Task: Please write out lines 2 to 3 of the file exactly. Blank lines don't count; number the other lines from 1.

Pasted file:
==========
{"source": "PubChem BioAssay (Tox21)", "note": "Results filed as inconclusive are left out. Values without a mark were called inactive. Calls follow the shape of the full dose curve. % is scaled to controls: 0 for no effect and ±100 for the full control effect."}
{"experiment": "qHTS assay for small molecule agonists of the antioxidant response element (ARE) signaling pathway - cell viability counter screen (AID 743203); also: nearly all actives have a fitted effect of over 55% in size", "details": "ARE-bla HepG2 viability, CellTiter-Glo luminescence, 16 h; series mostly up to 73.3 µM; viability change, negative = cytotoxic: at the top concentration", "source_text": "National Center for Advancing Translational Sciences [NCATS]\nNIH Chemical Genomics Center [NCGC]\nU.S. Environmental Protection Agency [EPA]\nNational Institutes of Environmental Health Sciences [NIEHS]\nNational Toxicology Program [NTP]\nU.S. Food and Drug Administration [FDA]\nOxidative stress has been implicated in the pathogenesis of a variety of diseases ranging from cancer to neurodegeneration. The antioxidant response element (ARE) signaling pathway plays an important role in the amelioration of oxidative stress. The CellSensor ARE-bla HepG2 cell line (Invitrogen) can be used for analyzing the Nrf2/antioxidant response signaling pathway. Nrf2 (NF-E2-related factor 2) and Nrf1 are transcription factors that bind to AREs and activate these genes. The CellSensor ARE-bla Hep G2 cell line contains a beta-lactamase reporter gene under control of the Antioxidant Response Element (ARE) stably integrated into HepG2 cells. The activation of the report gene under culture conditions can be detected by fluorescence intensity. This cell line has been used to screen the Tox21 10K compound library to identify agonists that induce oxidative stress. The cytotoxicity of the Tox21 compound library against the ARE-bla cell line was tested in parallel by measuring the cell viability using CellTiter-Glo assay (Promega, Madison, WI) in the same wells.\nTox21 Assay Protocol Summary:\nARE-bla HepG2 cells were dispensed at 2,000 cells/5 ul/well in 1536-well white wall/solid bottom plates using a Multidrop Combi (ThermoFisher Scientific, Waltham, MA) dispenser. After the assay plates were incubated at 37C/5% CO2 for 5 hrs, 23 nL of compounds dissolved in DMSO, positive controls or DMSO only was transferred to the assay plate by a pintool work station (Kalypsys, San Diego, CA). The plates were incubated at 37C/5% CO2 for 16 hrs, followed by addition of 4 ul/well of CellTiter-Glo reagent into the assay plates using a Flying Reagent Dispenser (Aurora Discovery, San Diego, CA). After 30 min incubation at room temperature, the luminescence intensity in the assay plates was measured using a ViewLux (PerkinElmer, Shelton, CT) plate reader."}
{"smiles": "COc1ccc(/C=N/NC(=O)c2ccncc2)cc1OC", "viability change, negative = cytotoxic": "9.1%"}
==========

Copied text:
{"experiment": "qHTS assay for small molecule agonists of the antioxidant response element (ARE) signaling pathway - cell viability counter screen (AID 743203); also: nearly all actives have a fitted effect of over 55% in size", "details": "ARE-bla HepG2 viability, CellTiter-Glo luminescence, 16 h; series mostly up to 73.3 µM; viability change, negative = cytotoxic: at the top concentration", "source_text": "National Center for Advancing Translational Sciences [NCATS]\nNIH Chemical Genomics Center [NCGC]\nU.S. Environmental Protection Agency [EPA]\nNational Institutes of Environmental Health Sciences [NIEHS]\nNational Toxicology Program [NTP]\nU.S. Food and Drug Administration [FDA]\nOxidative stress has been implicated in the pathogenesis of a variety of diseases ranging from cancer to neurodegeneration. The antioxidant response element (ARE) signaling pathway plays an important role in the amelioration of oxidative stress. The CellSensor ARE-bla HepG2 cell line (Invitrogen) can be used for analyzing the Nrf2/antioxidant response signaling pathway. Nrf2 (NF-E2-related factor 2) and Nrf1 are transcription factors that bind to AREs and activate these genes. The CellSensor ARE-bla Hep G2 cell line contains a beta-lactamase reporter gene under control of the Antioxidant Response Element (ARE) stably integrated into HepG2 cells. The activation of the report gene under culture conditions can be detected by fluorescence intensity. This cell line has been used to screen the Tox21 10K compound library to identify agonists that induce oxidative stress. The cytotoxicity of the Tox21 compound library against the ARE-bla cell line was tested in parallel by measuring the cell viability using CellTiter-Glo assay (Promega, Madison, WI) in the same wells.\nTox21 Assay Protocol Summary:\nARE-bla HepG2 cells were dispensed at 2,000 cells/5 ul/well in 1536-well white wall/solid bottom plates using a Multidrop Combi (ThermoFisher Scientific, Waltham, MA) dispenser. After the assay plates were incubated at 37C/5% CO2 for 5 hrs, 23 nL of compounds dissolved in DMSO, positive controls or DMSO only was transferred to the assay plate by a pintool work station (Kalypsys, San Diego, CA). The plates were incubated at 37C/5% CO2 for 16 hrs, followed by addition of 4 ul/well of CellTiter-Glo reagent into the assay plates using a Flying Reagent Dispenser (Aurora Discovery, San Diego, CA). After 30 min incubation at room temperature, the luminescence intensity in the assay plates was measured using a ViewLux (PerkinElmer, Shelton, CT) plate reader."}
{"smiles": "COc1ccc(/C=N/NC(=O)c2ccncc2)cc1OC", "viability change, negative = cytotoxic": "9.1%"}